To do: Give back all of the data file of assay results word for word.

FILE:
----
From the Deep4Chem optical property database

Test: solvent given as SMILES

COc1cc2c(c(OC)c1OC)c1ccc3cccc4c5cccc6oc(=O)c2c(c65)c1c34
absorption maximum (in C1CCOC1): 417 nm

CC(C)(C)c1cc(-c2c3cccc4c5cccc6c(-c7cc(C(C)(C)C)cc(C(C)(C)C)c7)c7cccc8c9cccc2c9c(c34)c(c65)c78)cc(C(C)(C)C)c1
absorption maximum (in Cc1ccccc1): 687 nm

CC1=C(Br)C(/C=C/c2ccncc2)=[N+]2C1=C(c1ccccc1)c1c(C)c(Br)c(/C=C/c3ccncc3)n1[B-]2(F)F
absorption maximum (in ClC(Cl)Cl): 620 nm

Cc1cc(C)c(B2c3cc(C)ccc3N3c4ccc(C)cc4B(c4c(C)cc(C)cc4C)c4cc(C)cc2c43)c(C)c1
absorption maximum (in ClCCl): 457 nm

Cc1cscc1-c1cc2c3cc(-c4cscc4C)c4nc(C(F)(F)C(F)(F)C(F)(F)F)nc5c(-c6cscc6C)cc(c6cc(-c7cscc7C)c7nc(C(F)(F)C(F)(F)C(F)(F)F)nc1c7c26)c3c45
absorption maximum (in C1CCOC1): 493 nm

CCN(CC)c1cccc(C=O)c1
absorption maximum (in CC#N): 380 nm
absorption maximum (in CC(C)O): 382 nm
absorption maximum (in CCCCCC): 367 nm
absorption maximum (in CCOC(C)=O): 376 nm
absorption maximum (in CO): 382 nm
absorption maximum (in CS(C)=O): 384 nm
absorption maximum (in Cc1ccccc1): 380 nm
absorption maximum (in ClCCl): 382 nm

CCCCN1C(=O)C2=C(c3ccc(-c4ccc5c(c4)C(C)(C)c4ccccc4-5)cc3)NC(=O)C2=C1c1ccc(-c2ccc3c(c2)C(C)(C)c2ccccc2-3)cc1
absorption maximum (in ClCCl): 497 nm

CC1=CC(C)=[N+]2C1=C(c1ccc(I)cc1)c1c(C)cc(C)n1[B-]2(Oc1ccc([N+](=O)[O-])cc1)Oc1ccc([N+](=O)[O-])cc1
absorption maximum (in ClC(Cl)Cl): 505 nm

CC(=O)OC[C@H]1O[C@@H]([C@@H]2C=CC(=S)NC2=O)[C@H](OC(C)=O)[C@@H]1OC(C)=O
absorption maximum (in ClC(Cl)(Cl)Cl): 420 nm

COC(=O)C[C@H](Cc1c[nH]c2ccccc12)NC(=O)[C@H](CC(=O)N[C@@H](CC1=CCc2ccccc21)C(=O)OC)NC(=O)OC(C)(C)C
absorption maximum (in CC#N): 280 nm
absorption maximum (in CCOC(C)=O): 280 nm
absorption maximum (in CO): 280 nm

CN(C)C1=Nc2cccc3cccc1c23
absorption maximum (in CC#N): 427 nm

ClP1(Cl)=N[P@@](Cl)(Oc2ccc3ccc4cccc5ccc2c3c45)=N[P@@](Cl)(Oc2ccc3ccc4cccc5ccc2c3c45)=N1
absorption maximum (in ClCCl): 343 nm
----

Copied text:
From the Deep4Chem optical property database

Test: solvent given as SMILES

COc1cc2c(c(OC)c1OC)c1ccc3cccc4c5cccc6oc(=O)c2c(c65)c1c34
absorption maximum (in C1CCOC1): 417 nm

CC(C)(C)c1cc(-c2c3cccc4c5cccc6c(-c7cc(C(C)(C)C)cc(C(C)(C)C)c7)c7cccc8c9cccc2c9c(c34)c(c65)c78)cc(C(C)(C)C)c1
absorption maximum (in Cc1ccccc1): 687 nm

CC1=C(Br)C(/C=C/c2ccncc2)=[N+]2C1=C(c1ccccc1)c1c(C)c(Br)c(/C=C/c3ccncc3)n1[B-]2(F)F
absorption maximum (in ClC(Cl)Cl): 620 nm

Cc1cc(C)c(B2c3cc(C)ccc3N3c4ccc(C)cc4B(c4c(C)cc(C)cc4C)c4cc(C)cc2c43)c(C)c1
absorption maximum (in ClCCl): 457 nm

Cc1cscc1-c1cc2c3cc(-c4cscc4C)c4nc(C(F)(F)C(F)(F)C(F)(F)F)nc5c(-c6cscc6C)cc(c6cc(-c7cscc7C)c7nc(C(F)(F)C(F)(F)C(F)(F)F)nc1c7c26)c3c45
absorption maximum (in C1CCOC1): 493 nm

CCN(CC)c1cccc(C=O)c1
absorption maximum (in CC#N): 380 nm
absorption maximum (in CC(C)O): 382 nm
absorption maximum (in CCCCCC): 367 nm
absorption maximum (in CCOC(C)=O): 376 nm
absorption maximum (in CO): 382 nm
absorption maximum (in CS(C)=O): 384 nm
absorption maximum (in Cc1ccccc1): 380 nm
absorption maximum (in ClCCl): 382 nm

CCCCN1C(=O)C2=C(c3ccc(-c4ccc5c(c4)C(C)(C)c4ccccc4-5)cc3)NC(=O)C2=C1c1ccc(-c2ccc3c(c2)C(C)(C)c2ccccc2-3)cc1
absorption maximum (in ClCCl): 497 nm

CC1=CC(C)=[N+]2C1=C(c1ccc(I)cc1)c1c(C)cc(C)n1[B-]2(Oc1ccc([N+](=O)[O-])cc1)Oc1ccc([N+](=O)[O-])cc1
absorption maximum (in ClC(Cl)Cl): 505 nm

CC(=O)OC[C@H]1O[C@@H]([C@@H]2C=CC(=S)NC2=O)[C@H](OC(C)=O)[C@@H]1OC(C)=O
absorption maximum (in ClC(Cl)(Cl)Cl): 420 nm

COC(=O)C[C@H](Cc1c[nH]c2ccccc12)NC(=O)[C@H](CC(=O)N[C@@H](CC1=CCc2ccccc21)C(=O)OC)NC(=O)OC(C)(C)C
absorption maximum (in CC#N): 280 nm
absorption maximum (in CCOC(C)=O): 280 nm
absorption maximum (in CO): 280 nm

CN(C)C1=Nc2cccc3cccc1c23
absorption maximum (in CC#N): 427 nm

ClP1(Cl)=N[P@@](Cl)(Oc2ccc3ccc4cccc5ccc2c3c45)=N[P@@](Cl)(Oc2ccc3ccc4cccc5ccc2c3c45)=N1
absorption maximum (in ClCCl): 343 nm